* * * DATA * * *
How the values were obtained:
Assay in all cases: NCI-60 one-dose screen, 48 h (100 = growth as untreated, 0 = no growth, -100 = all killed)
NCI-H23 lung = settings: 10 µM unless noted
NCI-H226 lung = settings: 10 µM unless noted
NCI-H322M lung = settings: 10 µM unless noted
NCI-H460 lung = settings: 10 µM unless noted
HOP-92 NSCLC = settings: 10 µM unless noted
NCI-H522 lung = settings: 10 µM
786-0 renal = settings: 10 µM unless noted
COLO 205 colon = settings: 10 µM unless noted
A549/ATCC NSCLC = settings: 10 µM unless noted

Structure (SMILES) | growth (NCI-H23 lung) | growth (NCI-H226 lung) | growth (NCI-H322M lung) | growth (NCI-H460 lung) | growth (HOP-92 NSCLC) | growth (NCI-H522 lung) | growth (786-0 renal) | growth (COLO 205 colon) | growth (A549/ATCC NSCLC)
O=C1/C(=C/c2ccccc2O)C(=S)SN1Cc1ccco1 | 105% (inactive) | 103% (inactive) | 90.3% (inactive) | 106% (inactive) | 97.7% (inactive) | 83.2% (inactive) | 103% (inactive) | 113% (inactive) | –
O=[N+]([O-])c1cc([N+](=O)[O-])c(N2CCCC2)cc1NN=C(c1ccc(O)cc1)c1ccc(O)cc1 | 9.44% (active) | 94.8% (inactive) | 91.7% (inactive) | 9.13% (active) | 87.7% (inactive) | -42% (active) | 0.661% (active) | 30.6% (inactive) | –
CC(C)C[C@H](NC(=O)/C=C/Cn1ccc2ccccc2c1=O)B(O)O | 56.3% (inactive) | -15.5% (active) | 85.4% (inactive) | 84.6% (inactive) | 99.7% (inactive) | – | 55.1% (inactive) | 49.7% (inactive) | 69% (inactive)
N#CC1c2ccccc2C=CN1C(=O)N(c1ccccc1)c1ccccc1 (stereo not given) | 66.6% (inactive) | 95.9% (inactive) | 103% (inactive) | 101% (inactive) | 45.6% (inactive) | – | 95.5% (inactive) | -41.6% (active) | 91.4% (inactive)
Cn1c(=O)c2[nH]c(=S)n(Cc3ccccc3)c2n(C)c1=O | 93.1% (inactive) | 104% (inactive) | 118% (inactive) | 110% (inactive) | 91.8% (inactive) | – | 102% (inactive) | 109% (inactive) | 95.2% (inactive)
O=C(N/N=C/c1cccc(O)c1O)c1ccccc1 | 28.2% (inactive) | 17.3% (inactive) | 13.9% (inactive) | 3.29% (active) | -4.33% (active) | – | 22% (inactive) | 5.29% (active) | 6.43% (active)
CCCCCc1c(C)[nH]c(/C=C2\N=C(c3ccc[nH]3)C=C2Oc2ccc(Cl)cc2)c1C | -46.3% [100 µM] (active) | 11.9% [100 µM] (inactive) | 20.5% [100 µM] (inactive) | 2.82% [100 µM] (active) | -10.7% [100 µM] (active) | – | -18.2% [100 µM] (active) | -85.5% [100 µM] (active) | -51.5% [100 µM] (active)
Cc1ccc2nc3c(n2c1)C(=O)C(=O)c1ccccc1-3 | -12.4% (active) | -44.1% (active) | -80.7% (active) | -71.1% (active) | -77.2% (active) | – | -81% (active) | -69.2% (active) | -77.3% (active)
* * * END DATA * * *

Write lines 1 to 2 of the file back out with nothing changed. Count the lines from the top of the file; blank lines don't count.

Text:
How the values were obtained:
Assay in all cases: NCI-60 one-dose screen, 48 h (100 = growth as untreated, 0 = no growth, -100 = all killed)